Ghazan was indeed feared and despised by the Mamluks, who sent a delegation of leading scholars and imams including Ibn Taymiyya, north from Damascus to al-Nabk, where Ghazan was encamped, in January, 1300, in order to persuade Ghazan to stop his attack on Damascus. Ibn Taymiyya also may have met Ghazan in Damascus in August 1301. On one of these occasions, it is reported that not one of the scholars dared to say anything to Ghazan except Ibn Taymiyyah who said:
"You claim that you are Muslim and you have with you Mu'adhdhins, Muftis, Imams and Shaykhs but you invaded us and reached our country for what? Although your father and your grandfather, Hulagu were non-believers, they did not attack us and they kept their promise. But you promised and broke your promise."
It is reported on the Mu'jamus Shuyuukh, Ibn Hajar Al-Asqalani said that Mongol leader who was apostate when he struggled against Mamluks and he converted to Christianity and built the Nestorian Cathedral to dedicated himself. He prefer to ally with Crusade Nations and he had chosen to attack Mamluks army and slaughtered them. The Mongol leader none other than was Ghazan Khan.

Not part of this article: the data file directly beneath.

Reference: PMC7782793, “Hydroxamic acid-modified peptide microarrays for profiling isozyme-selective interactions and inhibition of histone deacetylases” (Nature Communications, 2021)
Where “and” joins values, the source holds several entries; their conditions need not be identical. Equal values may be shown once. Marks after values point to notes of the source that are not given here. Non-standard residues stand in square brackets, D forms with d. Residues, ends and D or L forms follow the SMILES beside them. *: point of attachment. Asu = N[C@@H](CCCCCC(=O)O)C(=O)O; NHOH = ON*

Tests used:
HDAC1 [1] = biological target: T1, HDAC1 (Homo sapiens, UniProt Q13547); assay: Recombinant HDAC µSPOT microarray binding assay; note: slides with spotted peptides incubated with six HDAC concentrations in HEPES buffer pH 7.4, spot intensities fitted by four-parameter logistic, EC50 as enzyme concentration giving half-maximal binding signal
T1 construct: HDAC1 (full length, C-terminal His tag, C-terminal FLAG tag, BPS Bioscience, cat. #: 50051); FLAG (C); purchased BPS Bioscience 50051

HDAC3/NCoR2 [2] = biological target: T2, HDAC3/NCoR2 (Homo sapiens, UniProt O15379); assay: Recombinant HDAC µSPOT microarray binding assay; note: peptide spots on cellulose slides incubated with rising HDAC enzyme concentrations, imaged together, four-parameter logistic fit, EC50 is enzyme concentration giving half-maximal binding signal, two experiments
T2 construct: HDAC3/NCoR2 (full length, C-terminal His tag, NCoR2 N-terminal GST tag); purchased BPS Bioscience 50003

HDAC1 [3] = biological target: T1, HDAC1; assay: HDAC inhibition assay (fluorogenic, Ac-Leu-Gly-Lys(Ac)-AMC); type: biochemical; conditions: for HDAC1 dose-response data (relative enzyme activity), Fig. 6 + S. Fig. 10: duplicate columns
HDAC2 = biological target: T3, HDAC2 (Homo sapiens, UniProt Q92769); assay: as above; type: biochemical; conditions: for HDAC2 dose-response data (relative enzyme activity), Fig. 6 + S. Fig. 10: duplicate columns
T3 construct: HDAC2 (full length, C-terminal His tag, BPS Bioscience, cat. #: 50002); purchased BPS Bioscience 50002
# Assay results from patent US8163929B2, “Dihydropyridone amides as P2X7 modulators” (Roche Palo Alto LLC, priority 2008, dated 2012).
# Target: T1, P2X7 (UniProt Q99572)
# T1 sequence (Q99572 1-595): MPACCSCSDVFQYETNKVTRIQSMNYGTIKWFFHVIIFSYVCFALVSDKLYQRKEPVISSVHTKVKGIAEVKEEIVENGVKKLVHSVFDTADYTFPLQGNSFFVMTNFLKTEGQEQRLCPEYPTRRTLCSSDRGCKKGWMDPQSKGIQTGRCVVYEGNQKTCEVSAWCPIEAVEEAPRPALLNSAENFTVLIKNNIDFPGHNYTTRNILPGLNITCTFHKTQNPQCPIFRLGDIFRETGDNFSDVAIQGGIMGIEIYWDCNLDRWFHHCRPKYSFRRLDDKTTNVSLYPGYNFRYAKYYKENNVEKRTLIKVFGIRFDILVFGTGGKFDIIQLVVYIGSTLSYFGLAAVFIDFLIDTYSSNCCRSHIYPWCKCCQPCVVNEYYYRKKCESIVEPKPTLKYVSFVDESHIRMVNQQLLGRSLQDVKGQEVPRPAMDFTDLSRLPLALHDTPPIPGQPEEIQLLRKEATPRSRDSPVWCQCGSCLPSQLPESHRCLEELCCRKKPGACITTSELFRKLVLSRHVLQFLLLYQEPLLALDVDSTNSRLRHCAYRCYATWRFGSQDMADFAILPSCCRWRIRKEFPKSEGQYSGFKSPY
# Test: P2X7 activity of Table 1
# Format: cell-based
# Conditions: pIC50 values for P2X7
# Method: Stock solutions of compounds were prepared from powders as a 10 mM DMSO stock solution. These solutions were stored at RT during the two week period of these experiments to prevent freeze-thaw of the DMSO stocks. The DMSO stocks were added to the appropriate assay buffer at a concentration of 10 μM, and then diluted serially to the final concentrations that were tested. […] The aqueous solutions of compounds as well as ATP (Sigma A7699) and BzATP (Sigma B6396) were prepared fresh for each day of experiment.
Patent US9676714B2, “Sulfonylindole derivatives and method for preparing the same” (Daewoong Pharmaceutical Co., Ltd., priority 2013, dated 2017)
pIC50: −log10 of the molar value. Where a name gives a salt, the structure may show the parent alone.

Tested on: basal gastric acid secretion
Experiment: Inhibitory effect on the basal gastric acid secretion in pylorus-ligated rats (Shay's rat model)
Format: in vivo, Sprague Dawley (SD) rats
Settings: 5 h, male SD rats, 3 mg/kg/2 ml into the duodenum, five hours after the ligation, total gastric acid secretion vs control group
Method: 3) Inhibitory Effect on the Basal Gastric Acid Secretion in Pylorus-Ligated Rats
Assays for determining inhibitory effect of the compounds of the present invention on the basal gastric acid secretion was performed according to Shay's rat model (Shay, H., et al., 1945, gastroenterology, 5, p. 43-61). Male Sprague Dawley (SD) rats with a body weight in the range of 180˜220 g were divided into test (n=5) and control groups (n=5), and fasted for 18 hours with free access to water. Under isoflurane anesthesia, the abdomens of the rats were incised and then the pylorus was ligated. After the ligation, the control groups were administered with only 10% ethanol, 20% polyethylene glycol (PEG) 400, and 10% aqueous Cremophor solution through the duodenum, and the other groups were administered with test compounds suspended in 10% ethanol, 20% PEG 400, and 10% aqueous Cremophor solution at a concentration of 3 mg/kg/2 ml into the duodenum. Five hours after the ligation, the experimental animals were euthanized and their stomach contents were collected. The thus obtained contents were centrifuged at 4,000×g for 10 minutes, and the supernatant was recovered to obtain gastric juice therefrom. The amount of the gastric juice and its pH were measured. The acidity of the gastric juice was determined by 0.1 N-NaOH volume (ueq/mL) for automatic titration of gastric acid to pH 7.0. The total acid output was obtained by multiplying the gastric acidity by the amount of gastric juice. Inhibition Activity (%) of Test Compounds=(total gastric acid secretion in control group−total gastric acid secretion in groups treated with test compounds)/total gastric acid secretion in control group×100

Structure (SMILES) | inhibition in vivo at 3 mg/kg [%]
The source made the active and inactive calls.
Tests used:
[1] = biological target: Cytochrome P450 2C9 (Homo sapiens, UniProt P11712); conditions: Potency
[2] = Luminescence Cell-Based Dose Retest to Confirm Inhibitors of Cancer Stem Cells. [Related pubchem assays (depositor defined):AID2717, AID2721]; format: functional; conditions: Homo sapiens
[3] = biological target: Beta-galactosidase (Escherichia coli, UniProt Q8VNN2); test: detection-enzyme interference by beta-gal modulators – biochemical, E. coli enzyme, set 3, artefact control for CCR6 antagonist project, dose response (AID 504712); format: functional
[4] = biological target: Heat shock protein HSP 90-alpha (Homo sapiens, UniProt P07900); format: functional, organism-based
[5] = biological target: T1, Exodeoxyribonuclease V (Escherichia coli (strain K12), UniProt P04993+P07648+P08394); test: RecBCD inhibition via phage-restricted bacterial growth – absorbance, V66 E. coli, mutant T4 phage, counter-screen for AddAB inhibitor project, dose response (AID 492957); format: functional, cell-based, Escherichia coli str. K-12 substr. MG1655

In July 1300, the Crusaders formed a small fleet of sixteen galleys with some smaller vessels to raid the coast, and Ghazan's ambassador traveled with them. The Crusader forces also attempted to establish a base at the small island of Ruad, from which raids were launched on Tartus while awaiting Ghazan's forces. However, the Mongol army was delayed, and the Crusader forces retreated to Cyprus, leaving a garrison on Ruad which was besieged and captured by Mamluks by 1303 (see Siege of Ruad).
In February 1301, the Mongols advanced again with a force of 60,000, but could do little else than engage in some raids around Syria. Ghazan's general Kutlushah stationed 20,000 horsemen in the Jordan Valley to protect Damascus, where a Mongol governor was stationed. But again, they were soon forced to withdraw.